US lawmakers call for Donald Trump’s immediate removal after his ‘incitement’ of Capitol attack

Jacob Fromer
·7-min read

US President Donald Trump faced growing calls for his urgent removal from office on Thursday, one day after thousands of his supporters attacked the Capitol building in an attempt to stop the vice-president and a joint session of Congress from formalising Trump’s loss in the November presidential election.

“What happened at the US Capitol yesterday was an insurrection against the United States, incited by the president,” Senate Democratic leader Chuck Schumer said in a statement, released hours after Congress finished certifying Trump’s loss. “This president should not hold office one day longer.”

“If the vice-president and the cabinet refuse to stand up, Congress should reconvene to impeach the president,” Schumer added.

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House Speaker Nancy Pelosi called for Vice-President Mike Pence to invoke the 25th Amendment of the Constitution – which provides a procedure to remove from office a president who can no longer carry out his duties – “immediately”. She said Congress should impeach the president if Pence and the cabinet would not act. Her call for removal and potential impeachment suggests Congress may move quickly to try to oust Trump, as the speaker controls the agenda of the House.

“In calling for this seditious act, the president has committed an unspeakable assault on our nation and our people,” Pelosi said.

Schumer said he and Pelosi placed a call Pence on Thursday morning — a sign of how quickly they are trying to move — but were left on hold for 25 minutes and then told that the vice-president would not come to the phone.

Late on Thursday, Business Insider reported that according to Pence advisers, the vice-president opposes the use of the 25th Amendment.

Soon afterward, Representative Jerrold Nadler of New York, chairman of the House Judiciary Committee, said impeachment should bypass his panel and go straight to the House floor. “We have a limited period of time in which to act,” he said. “The nation cannot afford a lengthy, drawn-out process.”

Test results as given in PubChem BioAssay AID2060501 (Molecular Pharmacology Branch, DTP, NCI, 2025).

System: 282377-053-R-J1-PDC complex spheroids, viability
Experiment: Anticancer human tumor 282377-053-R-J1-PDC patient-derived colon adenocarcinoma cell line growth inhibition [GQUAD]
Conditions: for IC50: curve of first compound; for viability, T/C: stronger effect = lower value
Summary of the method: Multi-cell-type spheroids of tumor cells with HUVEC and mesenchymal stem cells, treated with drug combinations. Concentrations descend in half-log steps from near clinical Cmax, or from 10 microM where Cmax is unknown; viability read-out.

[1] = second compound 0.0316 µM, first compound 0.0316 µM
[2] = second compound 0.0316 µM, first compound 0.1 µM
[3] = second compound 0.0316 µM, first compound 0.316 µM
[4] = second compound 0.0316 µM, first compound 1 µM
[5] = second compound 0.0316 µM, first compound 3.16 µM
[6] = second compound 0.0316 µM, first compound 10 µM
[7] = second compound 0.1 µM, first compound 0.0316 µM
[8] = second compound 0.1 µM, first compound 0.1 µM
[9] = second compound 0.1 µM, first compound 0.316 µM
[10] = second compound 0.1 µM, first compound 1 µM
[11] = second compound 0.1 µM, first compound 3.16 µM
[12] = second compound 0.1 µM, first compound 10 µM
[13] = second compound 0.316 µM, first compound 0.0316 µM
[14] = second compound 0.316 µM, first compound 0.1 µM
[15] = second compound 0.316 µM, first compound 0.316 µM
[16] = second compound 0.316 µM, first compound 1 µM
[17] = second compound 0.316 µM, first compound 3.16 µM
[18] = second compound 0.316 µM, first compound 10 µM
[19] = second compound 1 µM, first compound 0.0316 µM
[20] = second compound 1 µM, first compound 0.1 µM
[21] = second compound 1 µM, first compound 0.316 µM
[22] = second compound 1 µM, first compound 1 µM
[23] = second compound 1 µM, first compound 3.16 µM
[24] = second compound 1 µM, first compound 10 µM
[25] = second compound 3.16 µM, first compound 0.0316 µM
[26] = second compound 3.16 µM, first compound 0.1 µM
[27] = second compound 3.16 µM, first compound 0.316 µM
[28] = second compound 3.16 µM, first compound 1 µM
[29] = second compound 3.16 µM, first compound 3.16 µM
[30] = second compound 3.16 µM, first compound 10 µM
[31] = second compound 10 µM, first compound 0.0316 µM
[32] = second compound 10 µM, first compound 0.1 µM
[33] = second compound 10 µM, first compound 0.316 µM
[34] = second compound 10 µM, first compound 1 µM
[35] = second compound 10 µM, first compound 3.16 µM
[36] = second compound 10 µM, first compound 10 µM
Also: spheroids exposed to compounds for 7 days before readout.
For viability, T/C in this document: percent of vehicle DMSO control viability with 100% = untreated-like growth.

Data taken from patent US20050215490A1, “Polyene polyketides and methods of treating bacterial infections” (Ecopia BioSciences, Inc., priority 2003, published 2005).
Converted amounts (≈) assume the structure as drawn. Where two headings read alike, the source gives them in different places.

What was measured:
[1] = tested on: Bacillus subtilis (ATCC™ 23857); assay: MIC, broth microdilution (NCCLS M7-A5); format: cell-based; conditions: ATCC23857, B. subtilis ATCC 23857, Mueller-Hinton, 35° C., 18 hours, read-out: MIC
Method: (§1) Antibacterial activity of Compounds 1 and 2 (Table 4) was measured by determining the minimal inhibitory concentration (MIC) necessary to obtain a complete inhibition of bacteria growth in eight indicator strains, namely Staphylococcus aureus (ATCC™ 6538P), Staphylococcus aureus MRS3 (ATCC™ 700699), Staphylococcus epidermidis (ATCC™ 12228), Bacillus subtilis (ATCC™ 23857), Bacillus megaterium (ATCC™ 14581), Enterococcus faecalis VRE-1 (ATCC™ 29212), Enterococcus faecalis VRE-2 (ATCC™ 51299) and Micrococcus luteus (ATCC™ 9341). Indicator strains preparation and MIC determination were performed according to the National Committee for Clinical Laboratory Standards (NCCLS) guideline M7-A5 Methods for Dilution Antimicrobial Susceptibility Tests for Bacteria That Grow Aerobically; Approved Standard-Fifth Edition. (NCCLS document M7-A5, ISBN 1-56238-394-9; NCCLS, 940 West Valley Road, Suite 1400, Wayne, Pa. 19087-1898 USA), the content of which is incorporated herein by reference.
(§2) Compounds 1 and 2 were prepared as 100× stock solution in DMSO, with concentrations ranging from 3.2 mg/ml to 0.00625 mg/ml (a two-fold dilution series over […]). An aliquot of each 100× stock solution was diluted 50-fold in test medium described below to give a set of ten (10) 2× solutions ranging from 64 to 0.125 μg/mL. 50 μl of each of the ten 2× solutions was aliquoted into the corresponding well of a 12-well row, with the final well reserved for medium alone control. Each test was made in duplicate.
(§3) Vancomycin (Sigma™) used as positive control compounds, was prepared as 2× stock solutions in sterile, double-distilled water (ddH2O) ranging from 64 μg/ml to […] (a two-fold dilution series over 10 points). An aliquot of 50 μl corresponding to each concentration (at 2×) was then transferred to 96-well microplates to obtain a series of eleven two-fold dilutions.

Representative Adam Kinzinger, a Republican from Illinois, released a video message on Thursday morning saying the US needed a “sane captain of the ship”, and urged Pence and the cabinet to invoke the 25th Amendment. “All indications are that the president has become unmoored not just from his duty or even his oath, but from reality itself,” Kinzinger said.

The 25th Amendment gives cabinet members and the vice-president the authority to take power from the president if a majority of them decide that he is no longer fit to govern. A two-thirds majority of Congress must approve the act. That element of the amendment has never been invoked.

Later on Thursday, a second Republican, Representative Steve Stivers of Ohio, said he would support a move by the cabinet to remove Trump via the 25th Amendment.

Impeachment or 25th Amendment: How could Trump be removed from office?

Representative Adam Smith, a Democrat from Washington state and chairman of the House Armed Services Committee, also called for the move, saying on Twitter that “Trump incited & encouraged this riot”. A group of House Democrats had already begun circulating articles of impeachment before Pelosi‘s statement.

The bipartisan calls for Trump’s removal came amid wider backlash from the public; from the social media companies Trump has relied on to spread disinformation to millions of people; and from an increasing number of officials serving in his own administration.

Trump’s deputy national security adviser and top China expert, Matt Pottinger, resigned from the administration, as did the president’s former chief of staff Mick Mulvaney, who is now serving as an envoy to Northern Ireland. Elaine Chao, the secretary of transportation and wife of Senate Republican leader Mitch McConnell, became the first cabinet member to submit her resignation, effective on Monday.

US President Donald Trump with Matt Pottinger (right), his senior director for Asian Affairs on the National Security Council. Pottinger resigned on Wednesday. Photo: AFP
US President Donald Trump with Matt Pottinger (right), his senior director for Asian Affairs on the National Security Council. Pottinger resigned on Wednesday. Photo: AFP

The White House published a notice that it had withdrawn the formal nomination of its acting secretary of homeland security, Chad Wolf. The announcement came shortly after Wolf released a statement condemning the president’s supporters for Wednesday’s violence and “imploring” Trump to speak out against them.